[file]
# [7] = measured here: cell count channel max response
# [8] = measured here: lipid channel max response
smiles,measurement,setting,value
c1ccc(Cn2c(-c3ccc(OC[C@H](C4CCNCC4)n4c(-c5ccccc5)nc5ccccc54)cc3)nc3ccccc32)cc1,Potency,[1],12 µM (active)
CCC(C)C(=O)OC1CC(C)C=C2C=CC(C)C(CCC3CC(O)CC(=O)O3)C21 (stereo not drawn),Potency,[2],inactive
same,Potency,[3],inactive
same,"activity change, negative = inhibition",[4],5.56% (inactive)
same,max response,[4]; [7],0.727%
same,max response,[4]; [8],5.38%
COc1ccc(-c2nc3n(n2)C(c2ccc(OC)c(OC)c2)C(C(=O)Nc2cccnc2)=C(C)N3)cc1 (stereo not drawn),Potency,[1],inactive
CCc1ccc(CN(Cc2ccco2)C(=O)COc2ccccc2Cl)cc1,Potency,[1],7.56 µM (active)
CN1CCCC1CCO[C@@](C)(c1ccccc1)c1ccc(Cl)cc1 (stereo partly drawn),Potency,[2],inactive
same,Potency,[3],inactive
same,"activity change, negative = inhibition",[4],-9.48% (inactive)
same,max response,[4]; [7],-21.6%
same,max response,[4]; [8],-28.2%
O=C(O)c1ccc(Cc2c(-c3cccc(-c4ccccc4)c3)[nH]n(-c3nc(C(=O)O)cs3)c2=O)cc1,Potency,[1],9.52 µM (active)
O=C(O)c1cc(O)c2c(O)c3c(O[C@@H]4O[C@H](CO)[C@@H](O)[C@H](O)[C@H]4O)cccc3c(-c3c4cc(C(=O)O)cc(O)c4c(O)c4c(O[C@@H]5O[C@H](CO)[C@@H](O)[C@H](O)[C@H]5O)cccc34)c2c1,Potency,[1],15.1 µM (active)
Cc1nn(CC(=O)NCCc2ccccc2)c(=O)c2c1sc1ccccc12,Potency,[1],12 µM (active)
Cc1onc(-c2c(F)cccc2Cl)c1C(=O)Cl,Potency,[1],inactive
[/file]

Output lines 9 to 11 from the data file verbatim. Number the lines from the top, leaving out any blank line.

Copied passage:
same,max response,[4]; [8],5.38%
COc1ccc(-c2nc3n(n2)C(c2ccc(OC)c(OC)c2)C(C(=O)Nc2cccnc2)=C(C)N3)cc1 (stereo not drawn),Potency,[1],inactive
CCc1ccc(CN(Cc2ccco2)C(=O)COc2ccccc2Cl)cc1,Potency,[1],7.56 µM (active)